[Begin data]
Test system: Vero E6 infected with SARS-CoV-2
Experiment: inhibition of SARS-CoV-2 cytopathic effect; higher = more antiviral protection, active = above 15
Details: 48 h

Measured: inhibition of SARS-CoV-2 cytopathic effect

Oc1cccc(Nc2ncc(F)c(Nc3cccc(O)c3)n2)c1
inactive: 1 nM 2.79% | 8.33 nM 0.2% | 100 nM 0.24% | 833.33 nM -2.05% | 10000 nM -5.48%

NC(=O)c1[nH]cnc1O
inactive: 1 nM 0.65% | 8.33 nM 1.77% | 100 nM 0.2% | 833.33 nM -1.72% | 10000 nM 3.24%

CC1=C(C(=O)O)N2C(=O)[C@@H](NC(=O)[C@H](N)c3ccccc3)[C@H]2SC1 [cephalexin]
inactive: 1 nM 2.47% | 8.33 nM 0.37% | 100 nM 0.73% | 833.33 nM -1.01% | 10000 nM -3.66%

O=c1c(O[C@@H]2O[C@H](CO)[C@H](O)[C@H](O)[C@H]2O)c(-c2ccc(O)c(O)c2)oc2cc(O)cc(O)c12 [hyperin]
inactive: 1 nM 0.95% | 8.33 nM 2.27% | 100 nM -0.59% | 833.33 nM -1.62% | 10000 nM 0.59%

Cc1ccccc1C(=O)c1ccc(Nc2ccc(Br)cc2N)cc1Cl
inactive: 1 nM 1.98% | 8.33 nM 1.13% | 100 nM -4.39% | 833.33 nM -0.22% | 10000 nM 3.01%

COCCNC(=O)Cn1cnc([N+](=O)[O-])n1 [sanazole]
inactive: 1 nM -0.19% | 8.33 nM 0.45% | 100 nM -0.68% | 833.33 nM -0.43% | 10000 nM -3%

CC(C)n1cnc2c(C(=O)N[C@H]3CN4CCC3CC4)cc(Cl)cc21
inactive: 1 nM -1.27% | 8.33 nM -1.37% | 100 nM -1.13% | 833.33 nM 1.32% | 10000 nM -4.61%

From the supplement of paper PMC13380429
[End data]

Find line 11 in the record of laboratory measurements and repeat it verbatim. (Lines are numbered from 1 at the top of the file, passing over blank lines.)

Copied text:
O=c1c(O[C@@H]2O[C@H](CO)[C@H](O)[C@H](O)[C@H]2O)c(-c2ccc(O)c(O)c2)oc2cc(O)cc(O)c12 [hyperin]